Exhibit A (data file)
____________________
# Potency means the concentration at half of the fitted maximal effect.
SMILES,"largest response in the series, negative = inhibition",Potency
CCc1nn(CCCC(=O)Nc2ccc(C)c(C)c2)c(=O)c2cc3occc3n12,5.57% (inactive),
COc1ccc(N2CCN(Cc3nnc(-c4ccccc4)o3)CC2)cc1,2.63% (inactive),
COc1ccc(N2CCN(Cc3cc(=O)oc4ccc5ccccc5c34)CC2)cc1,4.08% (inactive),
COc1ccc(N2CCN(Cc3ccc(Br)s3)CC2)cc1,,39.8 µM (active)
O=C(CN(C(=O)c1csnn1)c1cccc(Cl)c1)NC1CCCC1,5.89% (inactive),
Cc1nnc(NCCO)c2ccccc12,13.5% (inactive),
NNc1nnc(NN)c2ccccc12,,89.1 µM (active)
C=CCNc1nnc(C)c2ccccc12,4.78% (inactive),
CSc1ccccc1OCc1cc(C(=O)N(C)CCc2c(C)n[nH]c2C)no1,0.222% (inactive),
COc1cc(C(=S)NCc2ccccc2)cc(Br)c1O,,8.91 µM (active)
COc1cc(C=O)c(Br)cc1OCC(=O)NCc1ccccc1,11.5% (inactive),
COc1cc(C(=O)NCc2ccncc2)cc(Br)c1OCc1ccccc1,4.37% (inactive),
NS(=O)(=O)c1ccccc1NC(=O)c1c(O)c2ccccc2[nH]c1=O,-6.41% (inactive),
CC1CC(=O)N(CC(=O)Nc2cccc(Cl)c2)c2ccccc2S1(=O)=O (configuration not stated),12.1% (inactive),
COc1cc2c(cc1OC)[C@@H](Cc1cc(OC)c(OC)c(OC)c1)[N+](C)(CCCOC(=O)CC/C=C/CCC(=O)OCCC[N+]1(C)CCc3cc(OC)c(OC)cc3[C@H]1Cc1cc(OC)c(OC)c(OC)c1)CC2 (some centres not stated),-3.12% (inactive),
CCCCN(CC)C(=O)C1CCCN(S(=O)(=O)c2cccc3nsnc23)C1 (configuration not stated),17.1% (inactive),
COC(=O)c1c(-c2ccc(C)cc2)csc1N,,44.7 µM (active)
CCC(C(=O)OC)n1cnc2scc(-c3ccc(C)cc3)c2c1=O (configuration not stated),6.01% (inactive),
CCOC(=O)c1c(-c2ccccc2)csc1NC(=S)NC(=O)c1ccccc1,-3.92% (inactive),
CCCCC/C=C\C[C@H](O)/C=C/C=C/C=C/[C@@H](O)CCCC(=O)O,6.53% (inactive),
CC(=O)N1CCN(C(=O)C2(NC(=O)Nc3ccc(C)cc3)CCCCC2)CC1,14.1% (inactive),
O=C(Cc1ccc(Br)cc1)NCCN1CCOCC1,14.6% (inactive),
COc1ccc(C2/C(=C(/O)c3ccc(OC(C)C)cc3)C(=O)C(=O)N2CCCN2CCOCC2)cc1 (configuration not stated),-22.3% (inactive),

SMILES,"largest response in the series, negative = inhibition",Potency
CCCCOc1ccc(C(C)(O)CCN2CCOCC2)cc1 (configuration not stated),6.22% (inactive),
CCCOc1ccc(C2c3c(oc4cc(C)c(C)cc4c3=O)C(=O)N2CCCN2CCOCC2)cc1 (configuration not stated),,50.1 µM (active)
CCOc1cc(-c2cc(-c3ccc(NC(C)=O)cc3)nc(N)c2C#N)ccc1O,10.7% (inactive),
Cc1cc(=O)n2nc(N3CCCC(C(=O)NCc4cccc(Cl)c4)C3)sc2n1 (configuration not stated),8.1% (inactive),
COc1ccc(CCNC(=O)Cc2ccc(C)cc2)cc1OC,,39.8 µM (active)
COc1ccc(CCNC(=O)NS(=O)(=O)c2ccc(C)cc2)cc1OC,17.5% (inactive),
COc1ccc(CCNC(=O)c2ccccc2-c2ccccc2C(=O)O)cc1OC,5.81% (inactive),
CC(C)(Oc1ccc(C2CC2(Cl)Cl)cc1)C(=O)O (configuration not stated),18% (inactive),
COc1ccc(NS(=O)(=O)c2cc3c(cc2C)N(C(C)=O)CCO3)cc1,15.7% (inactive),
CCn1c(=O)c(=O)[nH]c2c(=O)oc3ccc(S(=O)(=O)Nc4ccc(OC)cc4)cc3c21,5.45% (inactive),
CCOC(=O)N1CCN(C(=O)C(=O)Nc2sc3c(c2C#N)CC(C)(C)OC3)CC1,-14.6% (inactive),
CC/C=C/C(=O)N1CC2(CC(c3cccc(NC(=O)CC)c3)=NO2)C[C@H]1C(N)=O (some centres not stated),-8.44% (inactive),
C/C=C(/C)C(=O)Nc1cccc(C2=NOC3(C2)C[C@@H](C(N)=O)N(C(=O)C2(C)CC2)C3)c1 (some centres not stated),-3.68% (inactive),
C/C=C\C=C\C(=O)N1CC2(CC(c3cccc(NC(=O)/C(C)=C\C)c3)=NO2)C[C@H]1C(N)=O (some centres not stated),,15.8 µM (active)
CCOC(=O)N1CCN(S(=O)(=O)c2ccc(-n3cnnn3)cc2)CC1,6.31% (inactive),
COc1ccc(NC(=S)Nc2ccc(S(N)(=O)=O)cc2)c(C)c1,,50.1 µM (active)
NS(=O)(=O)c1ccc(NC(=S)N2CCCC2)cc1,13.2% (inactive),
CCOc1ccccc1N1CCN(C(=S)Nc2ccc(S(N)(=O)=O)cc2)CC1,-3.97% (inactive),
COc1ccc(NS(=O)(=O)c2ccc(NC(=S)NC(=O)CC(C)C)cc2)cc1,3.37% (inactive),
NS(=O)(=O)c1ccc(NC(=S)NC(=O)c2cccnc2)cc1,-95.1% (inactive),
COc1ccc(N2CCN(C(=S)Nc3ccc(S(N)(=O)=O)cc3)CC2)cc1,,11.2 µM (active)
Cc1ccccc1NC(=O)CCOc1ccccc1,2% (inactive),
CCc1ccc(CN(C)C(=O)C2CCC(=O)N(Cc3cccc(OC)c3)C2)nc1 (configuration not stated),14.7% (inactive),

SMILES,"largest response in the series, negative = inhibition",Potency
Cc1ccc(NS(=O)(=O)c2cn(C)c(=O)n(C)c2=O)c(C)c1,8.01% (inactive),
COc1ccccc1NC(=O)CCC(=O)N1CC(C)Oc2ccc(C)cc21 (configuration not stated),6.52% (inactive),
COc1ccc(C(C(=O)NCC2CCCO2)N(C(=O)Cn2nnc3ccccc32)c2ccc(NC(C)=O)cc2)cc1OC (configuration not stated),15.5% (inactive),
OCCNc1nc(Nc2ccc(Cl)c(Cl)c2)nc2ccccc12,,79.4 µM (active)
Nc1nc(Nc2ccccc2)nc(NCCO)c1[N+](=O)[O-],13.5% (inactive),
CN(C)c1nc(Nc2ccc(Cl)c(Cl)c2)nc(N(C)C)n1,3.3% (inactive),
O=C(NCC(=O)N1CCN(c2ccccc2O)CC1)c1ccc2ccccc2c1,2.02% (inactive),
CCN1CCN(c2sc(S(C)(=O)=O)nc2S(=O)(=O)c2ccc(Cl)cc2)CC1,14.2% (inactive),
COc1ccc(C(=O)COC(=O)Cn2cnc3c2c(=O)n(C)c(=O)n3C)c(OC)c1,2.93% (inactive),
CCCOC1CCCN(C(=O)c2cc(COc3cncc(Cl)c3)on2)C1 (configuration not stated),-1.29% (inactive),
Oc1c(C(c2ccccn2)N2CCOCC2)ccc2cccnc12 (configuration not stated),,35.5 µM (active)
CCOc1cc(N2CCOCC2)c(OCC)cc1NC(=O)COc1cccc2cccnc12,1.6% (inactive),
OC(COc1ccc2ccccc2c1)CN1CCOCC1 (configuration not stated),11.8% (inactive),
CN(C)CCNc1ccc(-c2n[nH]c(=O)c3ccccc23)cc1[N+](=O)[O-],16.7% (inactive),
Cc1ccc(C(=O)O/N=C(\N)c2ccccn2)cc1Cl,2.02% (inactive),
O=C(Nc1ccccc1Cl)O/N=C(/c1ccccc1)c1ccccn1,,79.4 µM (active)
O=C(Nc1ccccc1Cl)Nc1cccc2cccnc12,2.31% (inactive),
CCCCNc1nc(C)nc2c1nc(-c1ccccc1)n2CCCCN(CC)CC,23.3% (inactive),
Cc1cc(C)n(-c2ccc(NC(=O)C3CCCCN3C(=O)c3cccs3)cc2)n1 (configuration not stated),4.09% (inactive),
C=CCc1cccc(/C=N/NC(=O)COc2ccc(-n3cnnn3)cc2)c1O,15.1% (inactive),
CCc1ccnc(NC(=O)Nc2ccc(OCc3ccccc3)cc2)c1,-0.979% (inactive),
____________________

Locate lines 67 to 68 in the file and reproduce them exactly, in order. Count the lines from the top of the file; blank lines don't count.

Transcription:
O=C(Nc1ccccc1Cl)Nc1cccc2cccnc12,2.31% (inactive),
CCCCNc1nc(C)nc2c1nc(-c1ccccc1)n2CCCCN(CC)CC,23.3% (inactive),